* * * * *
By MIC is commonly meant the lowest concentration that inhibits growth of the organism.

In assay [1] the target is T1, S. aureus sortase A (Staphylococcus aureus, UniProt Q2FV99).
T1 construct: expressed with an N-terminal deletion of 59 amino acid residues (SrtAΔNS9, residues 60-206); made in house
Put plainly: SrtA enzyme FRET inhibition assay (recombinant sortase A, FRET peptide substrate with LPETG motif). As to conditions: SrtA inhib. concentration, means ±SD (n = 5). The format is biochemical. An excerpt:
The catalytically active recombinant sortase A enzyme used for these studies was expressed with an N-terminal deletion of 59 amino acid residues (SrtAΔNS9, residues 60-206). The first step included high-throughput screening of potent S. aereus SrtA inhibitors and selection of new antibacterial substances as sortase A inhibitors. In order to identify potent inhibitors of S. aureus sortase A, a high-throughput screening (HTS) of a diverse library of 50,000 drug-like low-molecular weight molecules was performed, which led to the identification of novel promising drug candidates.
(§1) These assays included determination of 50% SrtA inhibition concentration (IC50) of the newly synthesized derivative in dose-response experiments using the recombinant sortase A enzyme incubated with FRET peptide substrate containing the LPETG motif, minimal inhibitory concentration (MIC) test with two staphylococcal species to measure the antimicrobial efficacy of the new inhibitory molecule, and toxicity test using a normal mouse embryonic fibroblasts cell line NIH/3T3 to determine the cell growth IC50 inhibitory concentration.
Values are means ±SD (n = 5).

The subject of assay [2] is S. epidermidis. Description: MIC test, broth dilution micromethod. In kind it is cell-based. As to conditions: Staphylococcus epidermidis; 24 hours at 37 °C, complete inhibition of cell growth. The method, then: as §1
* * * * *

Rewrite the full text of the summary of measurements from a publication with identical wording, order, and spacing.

By MIC is commonly meant the lowest concentration that inhibits growth of the organism.

In assay [1] the target is T1, S. aureus sortase A (Staphylococcus aureus, UniProt Q2FV99).
T1 construct: expressed with an N-terminal deletion of 59 amino acid residues (SrtAΔNS9, residues 60-206); made in house
Put plainly: SrtA enzyme FRET inhibition assay (recombinant sortase A, FRET peptide substrate with LPETG motif). As to conditions: SrtA inhib. concentration, means ±SD (n = 5). The format is biochemical. An excerpt:
The catalytically active recombinant sortase A enzyme used for these studies was expressed with an N-terminal deletion of 59 amino acid residues (SrtAΔNS9, residues 60-206). The first step included high-throughput screening of potent S. aereus SrtA inhibitors and selection of new antibacterial substances as sortase A inhibitors. In order to identify potent inhibitors of S. aureus sortase A, a high-throughput screening (HTS) of a diverse library of 50,000 drug-like low-molecular weight molecules was performed, which led to the identification of novel promising drug candidates.
(§1) These assays included determination of 50% SrtA inhibition concentration (IC50) of the newly synthesized derivative in dose-response experiments using the recombinant sortase A enzyme incubated with FRET peptide substrate containing the LPETG motif, minimal inhibitory concentration (MIC) test with two staphylococcal species to measure the antimicrobial efficacy of the new inhibitory molecule, and toxicity test using a normal mouse embryonic fibroblasts cell line NIH/3T3 to determine the cell growth IC50 inhibitory concentration.
Values are means ±SD (n = 5).

The subject of assay [2] is S. epidermidis. Description: MIC test, broth dilution micromethod. In kind it is cell-based. As to conditions: Staphylococcus epidermidis; 24 hours at 37 °C, complete inhibition of cell growth. The method, then: as §1